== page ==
Flowcharts fell out of favor as a planning tool for writing code because they weren’t up to date as the code changed and they quickly devolved into spaghetti code. A Flowpro Machine uses decision flowcharts as the code so they are always up to date and hierarchical objects are used to eliminate the spaghetti code. A Flowpro Machine is referred to as a single flowchart or a collection of flowcharts. A Flowpro Machine executes (propagates is a better word) when voltage is applied to the enable block (bubble at the top) of the flowchart. Keep in mind that thousands of these flowcharts can be enabled at the same instant and begin propagating. I call this a computational wave because all enable blocks are propagating a low to high transition from the enable block to the first block of each flowchart. Each transition flows through this first block causing an action or a ‘latched’ test as the transition signal continues on to the next block of each flowchart. Once enabled a flowchart is always propagating somewhere. A flow chart path that loops back to a previously executed block will clear the just executed path and begin a new transition trail through that flowchart.
You are correct, a decision block isn’t any better than a gate to most engineers but I have found that it is to domain experts.
There isn’t a need for a delay block because the circuits are leading edge dependent.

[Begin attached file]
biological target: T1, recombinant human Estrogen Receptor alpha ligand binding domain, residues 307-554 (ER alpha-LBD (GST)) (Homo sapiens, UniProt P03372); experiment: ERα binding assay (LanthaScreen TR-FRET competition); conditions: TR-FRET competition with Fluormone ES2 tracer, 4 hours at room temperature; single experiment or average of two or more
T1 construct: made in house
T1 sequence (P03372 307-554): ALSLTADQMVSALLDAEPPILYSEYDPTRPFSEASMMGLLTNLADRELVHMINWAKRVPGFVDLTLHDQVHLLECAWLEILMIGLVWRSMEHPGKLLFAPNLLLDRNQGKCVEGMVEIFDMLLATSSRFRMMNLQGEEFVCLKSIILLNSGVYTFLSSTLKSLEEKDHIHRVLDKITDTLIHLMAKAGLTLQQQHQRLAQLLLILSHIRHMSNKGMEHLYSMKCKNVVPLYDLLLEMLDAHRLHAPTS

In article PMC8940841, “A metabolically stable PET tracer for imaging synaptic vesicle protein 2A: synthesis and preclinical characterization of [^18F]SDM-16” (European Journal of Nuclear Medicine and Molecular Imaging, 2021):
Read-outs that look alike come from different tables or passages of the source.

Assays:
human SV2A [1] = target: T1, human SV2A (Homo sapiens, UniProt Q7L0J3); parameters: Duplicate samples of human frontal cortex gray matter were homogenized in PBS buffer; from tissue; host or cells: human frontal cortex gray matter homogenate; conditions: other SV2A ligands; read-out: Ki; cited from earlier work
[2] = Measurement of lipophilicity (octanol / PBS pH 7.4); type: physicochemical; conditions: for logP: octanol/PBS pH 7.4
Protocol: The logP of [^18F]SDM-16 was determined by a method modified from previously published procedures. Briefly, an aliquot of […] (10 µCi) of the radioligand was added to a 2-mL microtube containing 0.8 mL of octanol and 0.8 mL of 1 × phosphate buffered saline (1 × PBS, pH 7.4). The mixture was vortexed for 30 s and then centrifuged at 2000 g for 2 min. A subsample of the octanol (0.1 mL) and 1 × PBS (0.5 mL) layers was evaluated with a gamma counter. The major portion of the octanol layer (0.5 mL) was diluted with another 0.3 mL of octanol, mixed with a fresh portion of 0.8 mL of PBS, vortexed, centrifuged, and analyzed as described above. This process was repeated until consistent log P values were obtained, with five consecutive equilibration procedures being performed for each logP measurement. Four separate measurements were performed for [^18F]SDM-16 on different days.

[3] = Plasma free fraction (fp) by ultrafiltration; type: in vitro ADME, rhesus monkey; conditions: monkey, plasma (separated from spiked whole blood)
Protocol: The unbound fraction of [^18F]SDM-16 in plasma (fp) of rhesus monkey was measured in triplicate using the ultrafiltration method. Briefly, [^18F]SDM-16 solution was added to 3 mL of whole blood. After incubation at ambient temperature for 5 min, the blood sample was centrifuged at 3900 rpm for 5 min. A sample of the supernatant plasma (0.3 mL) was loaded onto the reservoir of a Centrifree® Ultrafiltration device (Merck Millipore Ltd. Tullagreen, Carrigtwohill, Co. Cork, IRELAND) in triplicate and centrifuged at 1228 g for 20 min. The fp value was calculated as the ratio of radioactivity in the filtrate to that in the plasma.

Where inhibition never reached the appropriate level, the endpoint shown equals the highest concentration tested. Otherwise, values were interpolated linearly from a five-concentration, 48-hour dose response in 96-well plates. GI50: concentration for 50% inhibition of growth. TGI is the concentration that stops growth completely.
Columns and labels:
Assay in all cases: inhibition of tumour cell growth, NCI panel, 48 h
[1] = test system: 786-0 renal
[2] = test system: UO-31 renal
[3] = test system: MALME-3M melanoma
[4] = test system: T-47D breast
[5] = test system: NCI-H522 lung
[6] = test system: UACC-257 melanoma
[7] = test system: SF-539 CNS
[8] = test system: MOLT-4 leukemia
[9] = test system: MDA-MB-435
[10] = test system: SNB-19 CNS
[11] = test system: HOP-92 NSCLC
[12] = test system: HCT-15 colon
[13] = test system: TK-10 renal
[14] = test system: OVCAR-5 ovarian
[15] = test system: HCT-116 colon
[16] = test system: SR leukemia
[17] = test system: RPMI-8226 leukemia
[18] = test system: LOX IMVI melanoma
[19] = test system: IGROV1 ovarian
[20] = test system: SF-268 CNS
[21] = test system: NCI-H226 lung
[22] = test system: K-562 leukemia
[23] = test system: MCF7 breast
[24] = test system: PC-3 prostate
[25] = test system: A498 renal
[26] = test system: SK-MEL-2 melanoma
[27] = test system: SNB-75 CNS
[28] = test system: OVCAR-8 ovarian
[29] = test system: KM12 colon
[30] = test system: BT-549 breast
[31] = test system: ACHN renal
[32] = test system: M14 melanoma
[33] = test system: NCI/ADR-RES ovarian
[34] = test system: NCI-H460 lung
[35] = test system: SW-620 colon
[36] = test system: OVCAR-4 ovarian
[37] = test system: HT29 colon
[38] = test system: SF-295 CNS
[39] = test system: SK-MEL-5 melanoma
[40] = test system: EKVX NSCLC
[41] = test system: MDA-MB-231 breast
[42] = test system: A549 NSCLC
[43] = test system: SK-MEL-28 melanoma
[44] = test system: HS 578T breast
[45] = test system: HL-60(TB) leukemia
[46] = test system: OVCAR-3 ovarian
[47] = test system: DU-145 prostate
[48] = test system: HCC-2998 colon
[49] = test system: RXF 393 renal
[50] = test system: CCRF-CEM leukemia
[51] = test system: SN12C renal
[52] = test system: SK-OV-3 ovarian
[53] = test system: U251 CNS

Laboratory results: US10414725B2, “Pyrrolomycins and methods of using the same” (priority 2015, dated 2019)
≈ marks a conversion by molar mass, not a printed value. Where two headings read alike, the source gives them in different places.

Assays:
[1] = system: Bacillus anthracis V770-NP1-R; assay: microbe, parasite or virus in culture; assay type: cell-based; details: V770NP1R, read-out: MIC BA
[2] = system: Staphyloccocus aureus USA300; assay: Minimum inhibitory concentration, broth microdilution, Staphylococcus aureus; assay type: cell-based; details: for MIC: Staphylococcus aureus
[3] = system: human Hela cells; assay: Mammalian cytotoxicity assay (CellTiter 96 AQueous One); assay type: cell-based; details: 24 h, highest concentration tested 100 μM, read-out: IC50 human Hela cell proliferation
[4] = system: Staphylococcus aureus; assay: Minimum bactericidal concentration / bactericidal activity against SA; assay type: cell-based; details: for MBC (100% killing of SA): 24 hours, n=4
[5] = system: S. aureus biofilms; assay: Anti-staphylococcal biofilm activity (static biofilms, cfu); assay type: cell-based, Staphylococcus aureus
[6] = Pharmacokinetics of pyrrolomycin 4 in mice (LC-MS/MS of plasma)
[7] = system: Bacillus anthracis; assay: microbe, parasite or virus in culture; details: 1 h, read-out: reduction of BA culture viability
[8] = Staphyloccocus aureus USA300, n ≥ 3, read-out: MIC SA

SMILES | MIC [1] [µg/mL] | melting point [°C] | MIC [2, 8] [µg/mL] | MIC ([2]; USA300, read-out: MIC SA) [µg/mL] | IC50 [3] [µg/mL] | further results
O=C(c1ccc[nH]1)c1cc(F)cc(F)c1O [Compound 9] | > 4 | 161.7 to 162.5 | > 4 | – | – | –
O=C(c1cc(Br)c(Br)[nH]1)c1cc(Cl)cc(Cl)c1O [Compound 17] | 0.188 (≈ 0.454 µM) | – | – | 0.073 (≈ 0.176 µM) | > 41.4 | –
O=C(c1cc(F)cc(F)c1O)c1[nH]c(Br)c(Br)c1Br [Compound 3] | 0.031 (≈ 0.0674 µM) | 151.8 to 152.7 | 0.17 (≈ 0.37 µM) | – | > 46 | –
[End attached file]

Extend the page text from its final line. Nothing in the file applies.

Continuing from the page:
Flowpro Machines have a compile process. Flowpro Machine that is targeted to execute on a Turing Machine compiles to a data file that represents the flowchart which is then executed by a small kernel of that Turing Machine. A Turing Machine simulates a Flowpro Machine by executing the flowcharts in an ordered fashion. A Flowpro Machine targeted at substrate compiles to fixed circuits that are ‘Atomic’ Action and Tests structures which are then assembled into variable Tasks structures.
A big advantage of “they just draw flowcharts” is the concentration is on the algorithm and not the solution to performing the algorithm. Best of all, multiple domain specific experts can participate in creating the algorithm, without thinking about code. Complexity of our systems is increasing and multiple hierarchical flowcharts is, in my opinion, an excellent way to manage complexity.
Boolean algebra is not the only way to define logic design but it is better in some cases. Using a gate and two signals will use fewer transistors than decision blocks performing the same function. Or, a two input and gate could be used as the test input of a decision block. But when the logic gets really complex we have found that flowchart logic on Turing Machines almost always used less memory. The more complicated the bigger the advantage of Flowpro.
Any solution that is handled by a Turing Machine can also be handled by a Flowpro Machine. The reverse is not true because of true parallelism!